School exams and Ramadam

With a son soon to take his ‘A’ Levels, I know how important these exams are, as something he and his fellow students need to work toward and so much depending on the outcome and not least is when these finish so they can move onto the next stage of their lives. Always we wish all going through the ordeal the very best and they get the result they deserve. One of the news items we have been recently been exposed to comes under the title: “Exams timetabled to accommodate Ramadan”. Ramadam this year is from the 6th June to 5th July and is the time when many Muslims fast during the day, with the ‘A’ Level and GCSE timetable taking this into account.

Understandably, there have been reactions to this especially by those indignant that here is yet a further example of those following notions of political correctness and multi-culturalism at their worse again pandering to the wishes of the Muslims. Yet I understand the timetable had been set out for a while and the fixing of the dates was in keeping with a general policy to accommodate religious festivals wherever possible and in fact the changes that were made in this case were not major and mainly focused on allocating morning slots for exams as being the time when those students who were fasting would be most alert (also probably true if they weren’t).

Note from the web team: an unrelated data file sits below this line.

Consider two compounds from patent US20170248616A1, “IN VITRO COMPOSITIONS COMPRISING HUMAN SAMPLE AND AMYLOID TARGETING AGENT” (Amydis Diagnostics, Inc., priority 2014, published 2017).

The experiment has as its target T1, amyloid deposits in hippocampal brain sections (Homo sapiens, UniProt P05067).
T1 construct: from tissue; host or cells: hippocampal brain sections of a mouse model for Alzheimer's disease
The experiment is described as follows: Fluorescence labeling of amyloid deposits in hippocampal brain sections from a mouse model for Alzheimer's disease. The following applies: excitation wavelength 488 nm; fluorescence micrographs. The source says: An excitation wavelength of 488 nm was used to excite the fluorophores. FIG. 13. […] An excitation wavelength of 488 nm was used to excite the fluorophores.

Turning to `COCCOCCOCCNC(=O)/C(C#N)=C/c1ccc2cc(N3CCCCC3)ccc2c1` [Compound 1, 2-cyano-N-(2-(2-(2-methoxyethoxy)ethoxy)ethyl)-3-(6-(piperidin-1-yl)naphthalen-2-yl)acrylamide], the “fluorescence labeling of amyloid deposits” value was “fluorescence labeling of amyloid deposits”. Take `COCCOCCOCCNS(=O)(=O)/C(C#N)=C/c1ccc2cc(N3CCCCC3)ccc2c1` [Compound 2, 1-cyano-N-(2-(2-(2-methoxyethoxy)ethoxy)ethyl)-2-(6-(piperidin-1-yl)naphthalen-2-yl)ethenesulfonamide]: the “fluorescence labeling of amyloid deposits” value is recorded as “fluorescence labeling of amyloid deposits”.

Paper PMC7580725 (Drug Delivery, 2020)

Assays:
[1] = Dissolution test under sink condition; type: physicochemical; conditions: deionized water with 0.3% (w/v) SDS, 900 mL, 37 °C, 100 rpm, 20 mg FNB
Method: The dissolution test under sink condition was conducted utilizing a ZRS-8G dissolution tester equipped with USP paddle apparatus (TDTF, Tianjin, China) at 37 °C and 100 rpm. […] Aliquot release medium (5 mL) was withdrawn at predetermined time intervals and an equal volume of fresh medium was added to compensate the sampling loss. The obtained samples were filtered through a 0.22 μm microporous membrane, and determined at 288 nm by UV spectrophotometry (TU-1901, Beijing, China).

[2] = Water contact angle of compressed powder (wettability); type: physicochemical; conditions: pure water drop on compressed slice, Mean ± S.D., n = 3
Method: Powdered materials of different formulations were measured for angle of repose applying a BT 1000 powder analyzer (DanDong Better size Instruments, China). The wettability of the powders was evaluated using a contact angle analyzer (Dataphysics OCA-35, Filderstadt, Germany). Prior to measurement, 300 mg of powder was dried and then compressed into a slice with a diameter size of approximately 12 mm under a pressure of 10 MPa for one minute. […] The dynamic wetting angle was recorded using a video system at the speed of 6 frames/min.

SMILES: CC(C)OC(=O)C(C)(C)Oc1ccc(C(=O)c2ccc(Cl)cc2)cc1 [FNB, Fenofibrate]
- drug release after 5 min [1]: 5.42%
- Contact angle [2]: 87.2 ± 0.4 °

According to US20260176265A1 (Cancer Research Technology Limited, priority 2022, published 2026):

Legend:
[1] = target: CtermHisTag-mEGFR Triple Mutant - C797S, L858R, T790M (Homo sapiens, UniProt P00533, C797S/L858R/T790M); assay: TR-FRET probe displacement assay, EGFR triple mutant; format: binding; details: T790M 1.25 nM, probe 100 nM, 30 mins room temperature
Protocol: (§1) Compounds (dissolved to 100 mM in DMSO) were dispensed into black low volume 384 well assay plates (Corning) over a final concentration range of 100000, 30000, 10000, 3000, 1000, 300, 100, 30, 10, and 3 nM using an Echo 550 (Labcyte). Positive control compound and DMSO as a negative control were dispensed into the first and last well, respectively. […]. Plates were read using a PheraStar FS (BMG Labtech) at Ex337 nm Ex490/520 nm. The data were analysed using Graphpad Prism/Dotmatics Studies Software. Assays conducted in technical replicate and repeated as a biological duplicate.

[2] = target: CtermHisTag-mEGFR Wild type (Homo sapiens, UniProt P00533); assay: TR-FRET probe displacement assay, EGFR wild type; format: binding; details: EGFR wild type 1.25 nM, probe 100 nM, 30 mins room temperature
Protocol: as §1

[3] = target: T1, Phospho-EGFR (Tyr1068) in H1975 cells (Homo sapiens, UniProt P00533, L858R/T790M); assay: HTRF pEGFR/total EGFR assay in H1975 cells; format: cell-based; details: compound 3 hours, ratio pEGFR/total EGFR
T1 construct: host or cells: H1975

While I don’t know all the details or implications, I am of a view that in this case common sense has been the winner, and that is a good thing. While I have gone on record by saying that I don’t support things like wearing of the burqa and the imposition of sharia law and believe people should be rewarded for being good citizens and expect to learn the English language and respect the customs of the land they live in, I think reasonable accommodation should be made for people to practice their culture and religion. I also see no reason why those things that have long been deemed to be traditionally British like celebrating Christmas, church bells ringing and eating bacon should have to change because of people coming into the country that have different perspectives and practices. A concern that should not dismissed is the marginalisation of Christianity in national and school life and yet the increasing accommodation of Islam, sometimes leading to resentment by some toward Islam. For example, in schools, Easter holidays are often being replaced by Spring breaks that miss out the Easter period altogether.

My past record of playing a significant role in putting on diversity event and supporting those from other cultures and religions and promoting tolerance, understanding and hospitality speaks for itself, and I have no intention to stop doing something I believe to be essentially right. After the fasting of Ramadam, there is the feasting and this is recognized in Islam by the festival of Eid, just as in a similar fashion Advent precedes Christmas and Lent precedes Easter in the Christian church calendar. I for one will want to stand with my Muslim friends as they celebrate Ramadam and would want to make it easier for them if at all possible and then to wish them Eid Mubarak (blessed Eid) when it is all over.


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